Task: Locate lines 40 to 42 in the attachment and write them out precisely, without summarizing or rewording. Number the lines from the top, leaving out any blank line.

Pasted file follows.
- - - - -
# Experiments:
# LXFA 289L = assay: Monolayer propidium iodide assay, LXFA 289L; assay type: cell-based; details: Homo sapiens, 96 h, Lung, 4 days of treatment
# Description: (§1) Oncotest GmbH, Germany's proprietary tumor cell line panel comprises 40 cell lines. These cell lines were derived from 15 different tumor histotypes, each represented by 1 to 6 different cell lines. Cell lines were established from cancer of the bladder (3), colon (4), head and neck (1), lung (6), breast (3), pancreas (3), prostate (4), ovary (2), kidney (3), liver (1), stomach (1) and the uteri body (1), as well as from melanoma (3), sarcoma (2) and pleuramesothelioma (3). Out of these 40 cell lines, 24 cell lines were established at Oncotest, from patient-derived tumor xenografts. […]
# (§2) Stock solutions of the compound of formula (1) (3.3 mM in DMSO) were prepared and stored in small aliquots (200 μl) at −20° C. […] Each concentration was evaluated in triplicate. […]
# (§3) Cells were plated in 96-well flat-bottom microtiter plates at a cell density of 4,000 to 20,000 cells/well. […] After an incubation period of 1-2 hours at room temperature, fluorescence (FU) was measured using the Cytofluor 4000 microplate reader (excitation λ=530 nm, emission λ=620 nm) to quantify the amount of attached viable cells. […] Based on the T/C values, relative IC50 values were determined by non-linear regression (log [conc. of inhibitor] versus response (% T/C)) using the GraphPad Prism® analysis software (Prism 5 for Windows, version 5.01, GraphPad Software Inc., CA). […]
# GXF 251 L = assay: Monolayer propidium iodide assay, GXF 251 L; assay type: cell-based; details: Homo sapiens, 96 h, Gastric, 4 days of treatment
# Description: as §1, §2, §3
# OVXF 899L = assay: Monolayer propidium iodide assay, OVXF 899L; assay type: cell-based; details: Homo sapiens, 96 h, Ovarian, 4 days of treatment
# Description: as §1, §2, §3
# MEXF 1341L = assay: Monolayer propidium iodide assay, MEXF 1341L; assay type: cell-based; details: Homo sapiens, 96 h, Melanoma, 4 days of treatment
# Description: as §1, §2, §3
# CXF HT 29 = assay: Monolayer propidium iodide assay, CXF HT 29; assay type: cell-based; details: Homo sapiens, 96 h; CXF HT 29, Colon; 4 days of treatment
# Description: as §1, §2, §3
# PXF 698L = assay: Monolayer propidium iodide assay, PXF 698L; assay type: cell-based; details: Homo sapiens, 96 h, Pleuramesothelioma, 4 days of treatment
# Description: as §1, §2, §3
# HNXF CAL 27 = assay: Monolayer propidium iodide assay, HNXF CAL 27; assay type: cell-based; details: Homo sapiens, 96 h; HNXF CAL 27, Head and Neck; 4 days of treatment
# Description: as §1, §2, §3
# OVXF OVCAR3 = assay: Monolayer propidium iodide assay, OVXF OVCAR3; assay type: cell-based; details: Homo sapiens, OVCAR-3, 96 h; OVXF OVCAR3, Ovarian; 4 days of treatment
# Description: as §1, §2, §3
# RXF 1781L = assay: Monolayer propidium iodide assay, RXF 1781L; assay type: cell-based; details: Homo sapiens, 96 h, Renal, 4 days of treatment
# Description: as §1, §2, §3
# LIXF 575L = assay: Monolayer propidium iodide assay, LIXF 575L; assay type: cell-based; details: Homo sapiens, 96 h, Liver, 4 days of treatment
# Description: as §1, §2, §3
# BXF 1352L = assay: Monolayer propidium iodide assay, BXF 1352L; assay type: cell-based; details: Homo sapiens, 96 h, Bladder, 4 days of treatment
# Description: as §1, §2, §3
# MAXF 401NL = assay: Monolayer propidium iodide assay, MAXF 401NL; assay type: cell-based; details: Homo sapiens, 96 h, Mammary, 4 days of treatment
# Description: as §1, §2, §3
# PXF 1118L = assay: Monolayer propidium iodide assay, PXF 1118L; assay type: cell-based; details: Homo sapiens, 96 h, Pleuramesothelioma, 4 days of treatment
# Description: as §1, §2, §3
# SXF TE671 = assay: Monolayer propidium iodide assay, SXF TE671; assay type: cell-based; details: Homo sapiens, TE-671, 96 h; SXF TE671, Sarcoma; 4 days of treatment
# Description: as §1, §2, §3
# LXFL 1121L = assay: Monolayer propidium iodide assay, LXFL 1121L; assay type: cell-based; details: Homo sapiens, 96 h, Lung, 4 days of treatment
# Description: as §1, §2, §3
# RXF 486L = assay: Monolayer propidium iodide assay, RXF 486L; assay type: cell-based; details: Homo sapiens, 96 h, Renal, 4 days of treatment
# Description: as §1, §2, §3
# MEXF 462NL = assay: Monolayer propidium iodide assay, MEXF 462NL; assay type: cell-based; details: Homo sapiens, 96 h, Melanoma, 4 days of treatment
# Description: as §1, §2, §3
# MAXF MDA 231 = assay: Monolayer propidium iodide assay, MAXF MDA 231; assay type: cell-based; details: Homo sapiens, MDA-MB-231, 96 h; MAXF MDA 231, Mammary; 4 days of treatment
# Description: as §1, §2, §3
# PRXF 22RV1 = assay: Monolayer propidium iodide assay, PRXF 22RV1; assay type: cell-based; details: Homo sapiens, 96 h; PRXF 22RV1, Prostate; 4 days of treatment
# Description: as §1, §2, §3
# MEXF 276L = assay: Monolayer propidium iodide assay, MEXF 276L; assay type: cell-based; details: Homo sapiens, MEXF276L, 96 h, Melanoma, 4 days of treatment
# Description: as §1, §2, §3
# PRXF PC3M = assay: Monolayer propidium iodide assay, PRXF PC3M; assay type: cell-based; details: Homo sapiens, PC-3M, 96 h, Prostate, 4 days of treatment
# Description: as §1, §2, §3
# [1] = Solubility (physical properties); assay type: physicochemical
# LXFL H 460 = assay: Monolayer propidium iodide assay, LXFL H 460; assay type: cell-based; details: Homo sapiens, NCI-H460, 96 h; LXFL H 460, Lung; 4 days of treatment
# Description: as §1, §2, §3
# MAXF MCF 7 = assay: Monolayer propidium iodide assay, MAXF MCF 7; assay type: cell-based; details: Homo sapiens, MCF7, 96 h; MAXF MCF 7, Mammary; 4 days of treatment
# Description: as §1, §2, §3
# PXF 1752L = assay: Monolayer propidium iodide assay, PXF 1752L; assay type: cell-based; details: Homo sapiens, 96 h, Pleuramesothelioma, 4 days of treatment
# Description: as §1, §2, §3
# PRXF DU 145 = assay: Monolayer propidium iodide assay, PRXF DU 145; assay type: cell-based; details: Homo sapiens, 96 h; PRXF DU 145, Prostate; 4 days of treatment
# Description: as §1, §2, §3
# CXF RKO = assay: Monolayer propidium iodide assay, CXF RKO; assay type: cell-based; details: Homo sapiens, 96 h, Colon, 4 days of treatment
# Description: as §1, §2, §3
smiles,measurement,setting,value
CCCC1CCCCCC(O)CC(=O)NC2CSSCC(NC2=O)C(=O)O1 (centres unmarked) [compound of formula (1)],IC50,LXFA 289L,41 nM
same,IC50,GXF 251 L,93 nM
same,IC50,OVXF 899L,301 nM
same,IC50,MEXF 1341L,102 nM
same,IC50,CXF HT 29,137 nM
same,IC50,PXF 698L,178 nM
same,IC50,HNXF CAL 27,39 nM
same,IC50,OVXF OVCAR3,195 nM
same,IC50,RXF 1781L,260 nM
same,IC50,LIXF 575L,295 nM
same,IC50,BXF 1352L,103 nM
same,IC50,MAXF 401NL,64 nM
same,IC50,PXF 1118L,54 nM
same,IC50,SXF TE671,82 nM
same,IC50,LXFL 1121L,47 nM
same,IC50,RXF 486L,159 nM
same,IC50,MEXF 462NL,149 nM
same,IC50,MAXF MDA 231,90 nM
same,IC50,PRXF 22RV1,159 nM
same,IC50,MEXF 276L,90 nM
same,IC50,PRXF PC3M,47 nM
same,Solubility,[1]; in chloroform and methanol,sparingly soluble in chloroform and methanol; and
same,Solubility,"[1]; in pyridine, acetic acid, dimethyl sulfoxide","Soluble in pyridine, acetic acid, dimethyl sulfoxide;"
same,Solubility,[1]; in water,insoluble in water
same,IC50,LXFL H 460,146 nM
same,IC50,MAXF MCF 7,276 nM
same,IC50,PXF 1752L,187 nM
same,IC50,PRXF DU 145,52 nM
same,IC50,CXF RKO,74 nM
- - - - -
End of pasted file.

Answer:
# PRXF 22RV1 = assay: Monolayer propidium iodide assay, PRXF 22RV1; assay type: cell-based; details: Homo sapiens, 96 h; PRXF 22RV1, Prostate; 4 days of treatment
# Description: as §1, §2, §3
# MEXF 276L = assay: Monolayer propidium iodide assay, MEXF 276L; assay type: cell-based; details: Homo sapiens, MEXF276L, 96 h, Melanoma, 4 days of treatment